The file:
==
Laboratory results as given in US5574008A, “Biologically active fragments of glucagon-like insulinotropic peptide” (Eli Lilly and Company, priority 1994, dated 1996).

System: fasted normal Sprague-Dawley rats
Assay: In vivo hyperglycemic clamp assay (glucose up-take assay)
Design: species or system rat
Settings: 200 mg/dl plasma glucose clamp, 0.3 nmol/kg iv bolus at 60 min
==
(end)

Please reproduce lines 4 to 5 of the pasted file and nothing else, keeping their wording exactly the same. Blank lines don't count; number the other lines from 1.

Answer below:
Design: species or system rat
Settings: 200 mg/dl plasma glucose clamp, 0.3 nmol/kg iv bolus at 60 min